David (who refused to get his picture taken) is an expat living in Malaysia as a technology lawyer. He is a semi-retiree and was just heading back home after spending his entire afternoon learning music online. He said it's so great that we get to learn anything and everything you want in this digital age. Back then, his focus was always about acquiring knowledge from traditional institutions and the liberal arts was something that he never got the time and money to dabble in. "It's great to be in Malaysia but at the same time I wished the country could do better. We're cross between a first-world nation (just below Singapore) and a third-world country (just above Thailand). If only, we got all our shit in gears," he concluded.
Day 5, 29th September - David Ling
On my way to the mall, I had to run some errands and sat at one of those corner benches to sort some things on my phone. I turned to my right and noticed a long haired guy who was charging his phone, instead of the weary mall hoppers who seem to wait for a lifetime until their girlfriends or spouses were done shopping. I casually tapped (or poked him) and told him about my project, and if we would be delighted to help. He was incredibly friendly and very easy to talk to.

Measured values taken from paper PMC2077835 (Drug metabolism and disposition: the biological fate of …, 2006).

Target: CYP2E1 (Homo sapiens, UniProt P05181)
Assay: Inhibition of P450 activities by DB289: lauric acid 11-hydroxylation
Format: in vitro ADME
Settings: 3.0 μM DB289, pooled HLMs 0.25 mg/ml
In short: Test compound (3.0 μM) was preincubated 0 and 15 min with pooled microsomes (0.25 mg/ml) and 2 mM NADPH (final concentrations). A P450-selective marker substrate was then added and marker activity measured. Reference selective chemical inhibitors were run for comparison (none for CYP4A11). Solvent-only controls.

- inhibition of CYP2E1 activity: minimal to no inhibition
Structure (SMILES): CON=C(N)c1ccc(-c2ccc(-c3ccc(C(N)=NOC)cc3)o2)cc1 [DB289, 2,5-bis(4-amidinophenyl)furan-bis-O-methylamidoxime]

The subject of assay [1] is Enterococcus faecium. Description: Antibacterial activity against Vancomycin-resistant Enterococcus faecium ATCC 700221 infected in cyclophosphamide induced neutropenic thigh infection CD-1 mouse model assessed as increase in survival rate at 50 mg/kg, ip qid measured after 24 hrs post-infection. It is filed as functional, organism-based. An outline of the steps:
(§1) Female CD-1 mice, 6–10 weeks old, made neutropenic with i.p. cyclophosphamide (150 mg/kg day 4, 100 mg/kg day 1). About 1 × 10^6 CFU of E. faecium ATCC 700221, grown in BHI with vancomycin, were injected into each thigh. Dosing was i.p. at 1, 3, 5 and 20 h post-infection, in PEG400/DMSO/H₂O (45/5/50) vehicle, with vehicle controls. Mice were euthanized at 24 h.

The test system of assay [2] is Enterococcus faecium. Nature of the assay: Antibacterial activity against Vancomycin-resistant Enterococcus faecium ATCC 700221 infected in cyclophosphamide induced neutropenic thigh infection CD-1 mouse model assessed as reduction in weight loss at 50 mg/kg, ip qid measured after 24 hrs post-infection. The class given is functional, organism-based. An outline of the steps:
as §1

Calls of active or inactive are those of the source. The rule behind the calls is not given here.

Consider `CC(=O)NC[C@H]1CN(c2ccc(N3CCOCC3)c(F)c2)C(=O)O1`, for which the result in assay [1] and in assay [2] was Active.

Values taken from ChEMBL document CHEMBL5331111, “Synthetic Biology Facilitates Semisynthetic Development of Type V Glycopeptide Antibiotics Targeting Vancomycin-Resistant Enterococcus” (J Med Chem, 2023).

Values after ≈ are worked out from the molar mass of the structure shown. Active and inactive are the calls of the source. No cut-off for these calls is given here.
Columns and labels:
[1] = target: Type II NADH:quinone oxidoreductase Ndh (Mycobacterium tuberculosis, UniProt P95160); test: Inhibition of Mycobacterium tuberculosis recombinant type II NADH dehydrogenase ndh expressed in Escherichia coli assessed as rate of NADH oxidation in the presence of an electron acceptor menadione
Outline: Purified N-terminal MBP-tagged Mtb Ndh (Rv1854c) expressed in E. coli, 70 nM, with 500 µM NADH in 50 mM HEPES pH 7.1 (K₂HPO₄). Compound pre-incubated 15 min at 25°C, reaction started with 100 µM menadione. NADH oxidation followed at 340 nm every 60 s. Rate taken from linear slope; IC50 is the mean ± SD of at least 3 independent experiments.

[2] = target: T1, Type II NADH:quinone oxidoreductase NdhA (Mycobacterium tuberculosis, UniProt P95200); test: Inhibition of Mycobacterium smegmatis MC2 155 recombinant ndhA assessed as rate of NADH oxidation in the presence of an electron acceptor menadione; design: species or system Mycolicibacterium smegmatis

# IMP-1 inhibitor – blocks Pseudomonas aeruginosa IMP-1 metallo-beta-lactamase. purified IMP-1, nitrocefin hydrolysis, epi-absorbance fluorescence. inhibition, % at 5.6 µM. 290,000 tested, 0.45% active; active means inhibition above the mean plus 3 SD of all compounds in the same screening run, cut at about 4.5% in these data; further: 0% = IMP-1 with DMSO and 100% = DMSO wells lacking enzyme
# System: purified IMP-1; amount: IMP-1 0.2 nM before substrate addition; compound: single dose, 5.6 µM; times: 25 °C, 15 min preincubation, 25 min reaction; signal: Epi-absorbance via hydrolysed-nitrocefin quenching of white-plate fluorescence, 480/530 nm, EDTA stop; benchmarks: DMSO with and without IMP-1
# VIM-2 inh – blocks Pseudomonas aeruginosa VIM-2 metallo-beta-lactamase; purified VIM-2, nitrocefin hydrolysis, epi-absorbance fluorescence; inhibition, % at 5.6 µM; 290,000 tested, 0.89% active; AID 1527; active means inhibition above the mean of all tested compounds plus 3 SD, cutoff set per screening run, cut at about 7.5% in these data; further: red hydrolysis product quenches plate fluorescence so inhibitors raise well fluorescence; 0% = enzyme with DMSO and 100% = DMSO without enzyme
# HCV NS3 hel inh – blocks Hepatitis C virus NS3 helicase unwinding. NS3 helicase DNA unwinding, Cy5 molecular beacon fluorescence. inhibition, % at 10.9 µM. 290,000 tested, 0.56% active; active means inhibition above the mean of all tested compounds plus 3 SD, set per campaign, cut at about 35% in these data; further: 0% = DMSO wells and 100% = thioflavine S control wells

Here's a Sarawakian musician who studied for 2 years in Boston, US and went to the Berklee College of Music. He plays the piano and clarinet and has been involved in the Indie music scene in Kuala Lumpur for some time playing jazz, pop to anything goes. As a third born in the family, David did mention that there was not too much pressure to follow the traditional route, and his family was perfectly OK with him pursuing music as long as there are no drugs and tattoos involved.
"People there are uniquely different, but back home in Malaysia, I feel that we're a friendly lot," said David. He recalled babbling about his whole life when a guy in university at Boston asked, "How you're doing?" and over here people are OK if you talk endlessly; they're all ears which is great.
I was glad to meet David. A chilled funny guy who even invited me to several jam sessions and introduced me to his friend circle which I probably would've never met if I didn't approach him.